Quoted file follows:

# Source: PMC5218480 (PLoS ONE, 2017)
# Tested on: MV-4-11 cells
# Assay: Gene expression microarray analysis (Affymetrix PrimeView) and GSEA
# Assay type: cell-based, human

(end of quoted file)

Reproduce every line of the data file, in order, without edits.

# Source: PMC5218480 (PLoS ONE, 2017)
# Tested on: MV-4-11 cells
# Assay: Gene expression microarray analysis (Affymetrix PrimeView) and GSEA
# Assay type: cell-based, human